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Five Steps of a Breast Self-Exam

Five Steps of a Breast Self-Exam

1/17/2018 8:59:25 AM

Not only are breasts the woman's natural beauty, they also play a vital part in being a wife and a mother. However, not all women know how to take good care of their breasts and protect themselves from health risks such as breast cancer.

Breast self-exam (BSE), or regularly examining your breasts on your own, can be an important way to find a breast cancer early, when it's more likely to be treated successfully. About 20% of the time, breast cancers are found by physical examination rather than by mammography. Here are the basic steps:

STEP 1

Begin by looking at your breasts in the mirror with your shoulders straight and your arms on your hips.

Here's what you should look for:

  • Breasts that are their usual size, shape, and color
  • Breasts that are evenly shaped without visible distortion or swelling

If you see any of the following changes, bring them to your doctor's attention:

  • Dimpling, puckering, or bulging of the skin
  • A nipple that has changed position or an inverted nipple (pushed inward instead of sticking out)
  • Redness, soreness, rash, or swelling

STEPS 2-3

 

Now, raise your arms and look for the same changes.

While you're at the mirror, look for any signs of fluid coming out of one or both nipples (this could be a watery, milky, or yellow fluid or blood).

STEP 4

Next, feel your breasts while lying down, using your right hand to feel your left breast and then your left hand to feel your right breast. Use a firm, smooth touch with the first few finger pads of your hand, keeping the fingers flat and together. Use a circular motion, about the size of a quarter. Cover the entire breast from top to bottom, side to side — from your collarbone to the top of your abdomen, and from your armpit to your cleavage. Follow a pattern to be sure that you cover the whole breast. You can begin at the nipple, moving in larger and larger circles until you reach the outer edge of the breast. You can also move your fingers up and down vertically, in rows, as if you were mowing a lawn. This up-and-down approach seems to work best for most women. Be sure to feel all the tissue from the front to the back of your breasts: for the skin and tissue just beneath, use light pressure; use medium pressure for tissue in the middle of your breasts; use firm pressure for the deep tissue in the back. When you've reached the deep tissue, you should be able to feel down to your ribcage.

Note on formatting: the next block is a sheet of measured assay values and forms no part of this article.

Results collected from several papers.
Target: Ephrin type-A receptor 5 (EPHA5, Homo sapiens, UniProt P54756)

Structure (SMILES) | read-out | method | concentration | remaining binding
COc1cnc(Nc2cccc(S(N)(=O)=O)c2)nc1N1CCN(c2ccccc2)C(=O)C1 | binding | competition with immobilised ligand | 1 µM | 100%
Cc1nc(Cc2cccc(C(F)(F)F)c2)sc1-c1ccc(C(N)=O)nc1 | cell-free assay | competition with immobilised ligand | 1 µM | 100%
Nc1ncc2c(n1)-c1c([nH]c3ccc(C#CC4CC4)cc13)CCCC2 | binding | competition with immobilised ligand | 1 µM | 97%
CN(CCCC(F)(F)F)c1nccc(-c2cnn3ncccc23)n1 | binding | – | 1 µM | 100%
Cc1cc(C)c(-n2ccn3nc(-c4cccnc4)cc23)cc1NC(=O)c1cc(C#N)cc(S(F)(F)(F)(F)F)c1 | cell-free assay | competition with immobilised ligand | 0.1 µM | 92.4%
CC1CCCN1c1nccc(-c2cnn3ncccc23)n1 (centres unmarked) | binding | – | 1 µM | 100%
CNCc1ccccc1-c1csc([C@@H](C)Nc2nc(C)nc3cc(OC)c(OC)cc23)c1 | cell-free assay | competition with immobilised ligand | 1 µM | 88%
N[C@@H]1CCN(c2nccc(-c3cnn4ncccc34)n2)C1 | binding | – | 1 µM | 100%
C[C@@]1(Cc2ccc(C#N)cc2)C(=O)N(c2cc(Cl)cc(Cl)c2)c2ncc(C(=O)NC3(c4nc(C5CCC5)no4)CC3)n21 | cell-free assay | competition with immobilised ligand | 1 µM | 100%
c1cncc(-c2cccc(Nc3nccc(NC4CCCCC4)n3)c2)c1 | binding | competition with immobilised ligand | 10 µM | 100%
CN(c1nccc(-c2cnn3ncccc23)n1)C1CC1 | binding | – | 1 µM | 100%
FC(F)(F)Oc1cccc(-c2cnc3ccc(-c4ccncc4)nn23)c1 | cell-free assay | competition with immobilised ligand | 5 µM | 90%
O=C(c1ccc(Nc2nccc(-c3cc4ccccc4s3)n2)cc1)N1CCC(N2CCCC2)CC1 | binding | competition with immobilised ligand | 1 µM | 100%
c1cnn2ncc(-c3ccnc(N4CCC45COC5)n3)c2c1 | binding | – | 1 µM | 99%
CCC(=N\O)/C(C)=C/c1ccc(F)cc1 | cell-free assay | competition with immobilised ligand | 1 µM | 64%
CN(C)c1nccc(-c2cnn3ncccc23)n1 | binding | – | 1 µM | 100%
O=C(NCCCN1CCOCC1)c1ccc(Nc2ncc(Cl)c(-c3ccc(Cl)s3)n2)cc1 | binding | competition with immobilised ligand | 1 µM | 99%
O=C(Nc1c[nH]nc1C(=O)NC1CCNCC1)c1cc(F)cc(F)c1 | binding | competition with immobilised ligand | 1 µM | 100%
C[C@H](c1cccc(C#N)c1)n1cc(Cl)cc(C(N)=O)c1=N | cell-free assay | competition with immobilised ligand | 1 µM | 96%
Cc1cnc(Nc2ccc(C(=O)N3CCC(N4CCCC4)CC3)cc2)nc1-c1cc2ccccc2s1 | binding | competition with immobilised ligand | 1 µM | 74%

STEP 5

Finally, feel your breasts while you are standing or sitting. Many women find that the easiest way to feel their breasts is when their skin is wet and slippery, so they like to do this step in the shower. Cover your entire breast, using the same hand movements described in STEP 4.

NOTES

  • Try to get in the habit of doing a breast self-examination once a month to familiarize yourself with how your breasts normally look and feel. Examine yourself several days after your period ends, when your breasts are least likely to be swollen and tender. If you are no longer having periods, choose a day that's easy to remember, such as the first or last day of the month.
  • Don’t panic if you think you feel a lump. Roughly 80% of lumps in women's breasts are caused by benign (noncancerous) changes, cysts, or other conditions.

Don't forget to:

Exercise

The American Cancer Society recommends getting at least 150 minutes of moderate-intensity exercise per week (ideally, spread out, not all at once). Any kind of cardio will do, so hop on your bike or hit the nature trail. If your time is limited, exercising at high intensity for 75 minutes a week will have the same benefit.

Eat more foods with vitamin D, calcium, axid folic

  • Mushrooms: Certain types of mushrooms are able to boost the body’s ability to fight cancer cells. The beauty of these mushrooms is that they are food and have virtually no side effects unless of course you are allergic to mushrooms.
  • Green tea: Studies of Asian women found that those who drank green tea had significantly less breast cancer than those who did not drink it.
  • Vegetables: Especially the cruciferous ones such as broccoli, Brussels sprouts, and cauliflower. The indol-3-carbinol in the vegetables may reduce the negative effect of estrogen on the breast.
  • Soy in the form of food (such as tofu) can also help prevent breast cancer through a similar mechanism.

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